Roku announced this morning it’s expanding into Brazil, a sizable market that could have a notable impact on the streaming device maker’s advertising business. The company last summer was said to be considering a Brazil expansion, at a time when over 90% of its advertising business’s revenue came from the U.S. Since then, Roku expanded its TV licensing program to Europe, and at this year’s Consumer Electronics Show revealed plans to add new international Roku TV partners, including its first in the U.K., bringing its total global brand partners to 15.
In Brazil, Roku is entering the market by way of a partnership with AOC to launch the AOC Roku TV in the country. The TV will come in two models: a 32-inch HD TV with integrated wired and wireless connectivity ($1.199,00 Reais), and a 43-inch FHD TV also with both wired and wireless connectivity ($1.599,00 Reais).
Like other Roku TVs, the TV will also offer Roku’s personalized home screen, built-in search, a Roku remote with dedicated channel shortcut buttons, automatic software updates, and support for the Roku mobile app. The Roku Channel Store in Brazil will allow customers to choose from over 5,000 streaming channels for watching movies and TV.
One of the first market-specific channels will be local streaming service Globoplay, which will offer users live TV as well as on-demand movies and TV shows. It also will grab one of the coveted shortcut buttons on the Roku remote control.
“The partnership with Roku has a strategic importance for the development of the streaming market in Brazil. Globoplay content will allow Roku to have an excellent position in our market in the long run,” said Fernando Ramos, Executive Director of G2C Globo, in a statement. “Given the importance of the Roku platform in other countries, we believe Roku has a great opportunity in our country,”
Other services available at launch include the Apple TV app (Apple TV+), BabyFirst TV, sports streaming service DAZN, Deezer, Google Play, Happy Kids, HBO GO, Brazilian streaming service Looke, Netflix, Spotify, and YouTube.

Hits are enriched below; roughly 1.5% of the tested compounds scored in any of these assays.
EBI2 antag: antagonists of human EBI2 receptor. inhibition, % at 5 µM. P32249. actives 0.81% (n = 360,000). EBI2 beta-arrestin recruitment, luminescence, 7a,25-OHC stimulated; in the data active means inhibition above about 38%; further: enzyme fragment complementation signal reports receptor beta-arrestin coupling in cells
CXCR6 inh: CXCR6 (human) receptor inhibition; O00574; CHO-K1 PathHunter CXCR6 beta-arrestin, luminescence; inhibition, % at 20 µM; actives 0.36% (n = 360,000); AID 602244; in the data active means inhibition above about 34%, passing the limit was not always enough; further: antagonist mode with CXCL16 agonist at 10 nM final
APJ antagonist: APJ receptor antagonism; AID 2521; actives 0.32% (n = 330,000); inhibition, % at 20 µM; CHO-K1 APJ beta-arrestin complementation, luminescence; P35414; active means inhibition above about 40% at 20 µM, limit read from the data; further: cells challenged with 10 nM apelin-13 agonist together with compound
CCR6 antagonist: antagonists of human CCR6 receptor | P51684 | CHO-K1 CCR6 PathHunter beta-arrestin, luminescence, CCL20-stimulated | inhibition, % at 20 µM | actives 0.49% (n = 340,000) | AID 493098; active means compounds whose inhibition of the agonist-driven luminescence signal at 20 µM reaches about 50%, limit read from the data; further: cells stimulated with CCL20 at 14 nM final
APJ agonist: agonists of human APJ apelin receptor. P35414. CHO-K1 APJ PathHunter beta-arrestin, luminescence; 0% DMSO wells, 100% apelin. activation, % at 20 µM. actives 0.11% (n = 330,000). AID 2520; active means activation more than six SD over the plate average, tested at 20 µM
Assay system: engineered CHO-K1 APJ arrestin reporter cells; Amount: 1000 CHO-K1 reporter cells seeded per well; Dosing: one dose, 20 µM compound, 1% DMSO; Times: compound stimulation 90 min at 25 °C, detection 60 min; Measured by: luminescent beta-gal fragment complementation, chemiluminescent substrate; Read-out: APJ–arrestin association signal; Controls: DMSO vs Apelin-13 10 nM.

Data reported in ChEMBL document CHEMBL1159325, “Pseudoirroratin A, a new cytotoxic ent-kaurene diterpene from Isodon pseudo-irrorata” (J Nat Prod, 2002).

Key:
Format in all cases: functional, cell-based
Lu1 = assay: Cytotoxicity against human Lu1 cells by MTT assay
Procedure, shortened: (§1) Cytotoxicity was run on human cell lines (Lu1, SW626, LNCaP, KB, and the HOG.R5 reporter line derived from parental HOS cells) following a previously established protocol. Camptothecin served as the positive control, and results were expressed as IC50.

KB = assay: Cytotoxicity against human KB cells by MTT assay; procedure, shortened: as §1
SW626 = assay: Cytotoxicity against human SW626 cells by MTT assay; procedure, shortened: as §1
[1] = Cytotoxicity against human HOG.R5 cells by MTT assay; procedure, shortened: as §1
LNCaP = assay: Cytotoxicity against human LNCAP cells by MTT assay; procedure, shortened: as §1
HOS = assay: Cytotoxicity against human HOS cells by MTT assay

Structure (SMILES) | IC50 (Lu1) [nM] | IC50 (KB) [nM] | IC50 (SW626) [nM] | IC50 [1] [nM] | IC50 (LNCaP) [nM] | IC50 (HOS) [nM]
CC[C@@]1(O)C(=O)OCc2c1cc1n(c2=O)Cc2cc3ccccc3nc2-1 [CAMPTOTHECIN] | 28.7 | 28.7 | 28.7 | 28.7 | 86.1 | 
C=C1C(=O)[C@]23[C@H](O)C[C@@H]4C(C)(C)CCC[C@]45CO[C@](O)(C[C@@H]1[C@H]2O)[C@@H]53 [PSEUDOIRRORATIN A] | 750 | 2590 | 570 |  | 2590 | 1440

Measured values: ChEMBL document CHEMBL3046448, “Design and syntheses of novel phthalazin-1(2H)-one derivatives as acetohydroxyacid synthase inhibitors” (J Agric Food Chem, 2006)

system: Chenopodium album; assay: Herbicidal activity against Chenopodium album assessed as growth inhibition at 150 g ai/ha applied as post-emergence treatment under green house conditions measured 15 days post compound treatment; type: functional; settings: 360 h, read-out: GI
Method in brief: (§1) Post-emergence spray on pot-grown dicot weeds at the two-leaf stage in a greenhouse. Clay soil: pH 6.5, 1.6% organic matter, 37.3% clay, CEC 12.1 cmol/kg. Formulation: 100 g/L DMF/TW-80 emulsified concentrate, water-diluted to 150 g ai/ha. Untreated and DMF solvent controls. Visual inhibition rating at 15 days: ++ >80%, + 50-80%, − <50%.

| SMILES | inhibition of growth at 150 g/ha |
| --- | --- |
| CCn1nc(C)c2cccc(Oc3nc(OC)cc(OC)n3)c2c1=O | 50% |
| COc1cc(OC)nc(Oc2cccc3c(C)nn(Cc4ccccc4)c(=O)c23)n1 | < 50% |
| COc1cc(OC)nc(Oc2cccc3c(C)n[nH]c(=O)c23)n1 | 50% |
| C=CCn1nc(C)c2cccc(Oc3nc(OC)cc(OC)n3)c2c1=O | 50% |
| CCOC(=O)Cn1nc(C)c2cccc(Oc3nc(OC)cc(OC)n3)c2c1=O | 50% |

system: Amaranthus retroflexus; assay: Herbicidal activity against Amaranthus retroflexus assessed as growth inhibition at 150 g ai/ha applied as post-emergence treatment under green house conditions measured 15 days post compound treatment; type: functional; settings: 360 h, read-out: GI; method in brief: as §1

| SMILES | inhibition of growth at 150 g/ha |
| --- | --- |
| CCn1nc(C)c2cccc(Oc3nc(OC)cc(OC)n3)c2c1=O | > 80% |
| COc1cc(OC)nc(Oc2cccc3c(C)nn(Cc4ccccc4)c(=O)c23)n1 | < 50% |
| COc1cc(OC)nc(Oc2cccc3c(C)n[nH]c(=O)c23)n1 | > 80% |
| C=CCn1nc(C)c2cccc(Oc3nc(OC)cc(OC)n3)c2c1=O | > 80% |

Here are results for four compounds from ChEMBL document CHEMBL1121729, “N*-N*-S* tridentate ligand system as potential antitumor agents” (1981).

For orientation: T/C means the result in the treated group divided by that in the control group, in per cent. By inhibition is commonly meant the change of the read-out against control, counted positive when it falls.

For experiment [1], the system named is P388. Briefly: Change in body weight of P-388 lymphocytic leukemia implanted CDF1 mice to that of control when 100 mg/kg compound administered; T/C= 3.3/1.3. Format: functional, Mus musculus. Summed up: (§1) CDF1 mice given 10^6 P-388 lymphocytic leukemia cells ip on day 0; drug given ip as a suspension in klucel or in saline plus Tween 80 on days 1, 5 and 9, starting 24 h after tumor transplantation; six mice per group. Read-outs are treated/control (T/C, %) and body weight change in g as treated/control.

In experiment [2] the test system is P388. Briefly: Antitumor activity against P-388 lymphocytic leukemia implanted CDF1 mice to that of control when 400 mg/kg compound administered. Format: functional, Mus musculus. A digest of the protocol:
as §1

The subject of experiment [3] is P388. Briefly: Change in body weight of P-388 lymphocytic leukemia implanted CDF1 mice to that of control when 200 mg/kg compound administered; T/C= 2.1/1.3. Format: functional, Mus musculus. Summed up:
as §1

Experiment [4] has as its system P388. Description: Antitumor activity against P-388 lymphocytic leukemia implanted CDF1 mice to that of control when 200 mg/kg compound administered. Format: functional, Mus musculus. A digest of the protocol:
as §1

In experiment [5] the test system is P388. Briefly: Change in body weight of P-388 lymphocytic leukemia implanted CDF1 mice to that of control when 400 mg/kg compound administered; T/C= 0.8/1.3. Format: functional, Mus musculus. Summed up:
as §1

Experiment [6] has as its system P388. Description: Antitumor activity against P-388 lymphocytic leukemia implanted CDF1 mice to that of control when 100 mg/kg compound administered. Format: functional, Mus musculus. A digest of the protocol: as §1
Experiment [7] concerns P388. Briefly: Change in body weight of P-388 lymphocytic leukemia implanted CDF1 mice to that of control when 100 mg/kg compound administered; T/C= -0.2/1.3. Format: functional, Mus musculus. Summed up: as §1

“I’m delighted to bring Roku to Brazil, one of the largest streaming markets in the world,” said Anthony Wood, Founder and CEO of Roku, in a statement. “With the arrival of Roku, consumers in Brazil will now be able to enjoy their favorite TV programs and movies on the easy to use Roku platform. We want to bring streaming to everyone in Brazil.”
The expansion should have an impact in terms of Roku’s revenue — the majority of which today comes from its advertising business, not its device sales. In Q3 2019, Roku platform revenue, led by advertising, reached $179.3 million versus $81.6 million for device revenue. However, most of Roku’s focus to date has been on the North American market, where it’s now the No. 1 licensed TV operating system and No. 1 media platform in the U.S. by hours streamed.
Roku’s rival, Amazon Fire TV, meanwhile, has focused more on international markets. In addition to the U.S., Fire TV has been available in Canada, the U.K., Germany, Ireland, Austria, and India, and Amazon plans to launch more Fire TV Edition smart TVs in these markets and others (including Italy, Spain, and Mexico) in 2020.
The two are often very close in active user numbers, with Amazon Fire TV having just announced over 40 million active users — more than the 32.3 million Roku reported in Q3. (It will report Q4 results in Fe